Please use this identifier to cite or link to this item: http://hdl.handle.net/10397/20880
Title: Biophysical insights into how spike threshold depends on the rate of membrane potential depolarization in Type I and Type II neurons
Authors: Yi, GS
Wang, J
Tsang, KM 
Wei, XL
Deng, B
Issue Date: 2015
Publisher: Public Library of Science
Source: PLoS one, 2015, v. 10, no. 6, e0130250 How to cite?
Journal: PLoS one 
Abstract: Dynamic spike threshold plays a critical role in neuronal input-output relations. In many neurons, the threshold potential depends on the rate of membrane potential depolarization (dV/dt) preceding a spike. There are two basic classes of neural excitability, i.e., Type I and Type II, according to input-output properties. Although the dynamical and biophysical basis of their spike initiation has been established, the spike threshold dynamic for each cell type has not been well described. Here, we use a biophysical model to investigate how spike threshold depends on dV/dt in two types of neuron. It is observed that Type II spike threshold is more depolarized and more sensitive to dV/dt than Type I. With phase plane analysis, we show that each threshold dynamic arises from the different separatrix and K+ current kinetics. By analyzing subthreshold properties of membrane currents, we find the activation of hyperpolarizing current prior to spike initiation is a major factor that regulates the threshold dynamics. The outward K+ current in Type I neuron does not activate at the perithresholds, which makes its spike threshold insensitive to dV/dt. The Type II K+ current activates prior to spike initiation and there is a large net hyperpolarizing current at the perithresholds, which results in a depolarized threshold as well as a pronounced threshold dynamic. These predictions are further attested in several other functionally equivalent cases of neural excitability. Our study provides a fundamental description about how intrinsic biophysical properties contribute to the threshold dynamics in Type I and Type II neurons, which could decipher their significant functions in neural coding.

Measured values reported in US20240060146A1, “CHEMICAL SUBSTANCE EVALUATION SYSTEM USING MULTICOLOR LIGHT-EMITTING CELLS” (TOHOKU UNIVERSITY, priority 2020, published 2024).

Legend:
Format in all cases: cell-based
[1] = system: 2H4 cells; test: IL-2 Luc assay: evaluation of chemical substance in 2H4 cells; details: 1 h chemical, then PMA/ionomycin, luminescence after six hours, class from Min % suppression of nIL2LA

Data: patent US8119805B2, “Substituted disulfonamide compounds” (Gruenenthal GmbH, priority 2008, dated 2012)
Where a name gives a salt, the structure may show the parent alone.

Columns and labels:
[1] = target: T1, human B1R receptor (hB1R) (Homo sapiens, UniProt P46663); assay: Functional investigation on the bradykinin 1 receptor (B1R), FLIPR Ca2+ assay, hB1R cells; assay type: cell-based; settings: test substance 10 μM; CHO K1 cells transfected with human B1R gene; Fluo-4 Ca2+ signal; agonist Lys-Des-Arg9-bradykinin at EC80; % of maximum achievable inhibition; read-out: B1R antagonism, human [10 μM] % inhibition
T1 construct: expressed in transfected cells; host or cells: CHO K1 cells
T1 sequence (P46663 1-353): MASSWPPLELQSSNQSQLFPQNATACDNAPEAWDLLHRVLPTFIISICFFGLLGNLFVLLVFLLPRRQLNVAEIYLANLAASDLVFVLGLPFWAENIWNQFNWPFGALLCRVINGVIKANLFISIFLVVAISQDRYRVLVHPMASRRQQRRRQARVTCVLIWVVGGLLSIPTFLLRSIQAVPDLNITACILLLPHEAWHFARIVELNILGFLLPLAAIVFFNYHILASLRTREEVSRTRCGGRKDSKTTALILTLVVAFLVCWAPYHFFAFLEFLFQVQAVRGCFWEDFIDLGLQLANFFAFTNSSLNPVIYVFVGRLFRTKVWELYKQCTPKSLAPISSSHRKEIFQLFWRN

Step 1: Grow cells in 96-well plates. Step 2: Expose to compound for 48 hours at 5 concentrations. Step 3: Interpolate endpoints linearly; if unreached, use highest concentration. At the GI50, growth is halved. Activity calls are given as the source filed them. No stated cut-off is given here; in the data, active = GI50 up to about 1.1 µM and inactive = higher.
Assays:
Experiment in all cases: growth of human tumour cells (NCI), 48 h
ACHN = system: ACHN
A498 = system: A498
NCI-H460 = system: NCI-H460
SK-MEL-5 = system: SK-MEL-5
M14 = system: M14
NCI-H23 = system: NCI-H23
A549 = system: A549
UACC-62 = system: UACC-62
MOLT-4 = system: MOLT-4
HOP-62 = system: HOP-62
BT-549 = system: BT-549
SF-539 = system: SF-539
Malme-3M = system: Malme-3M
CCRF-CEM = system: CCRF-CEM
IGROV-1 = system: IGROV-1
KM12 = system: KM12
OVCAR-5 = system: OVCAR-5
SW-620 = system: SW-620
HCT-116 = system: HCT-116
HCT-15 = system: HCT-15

URI: http://hdl.handle.net/10397/20880
EISSN: 1932-6203
DOI: 10.1371/journal.pone.0130250
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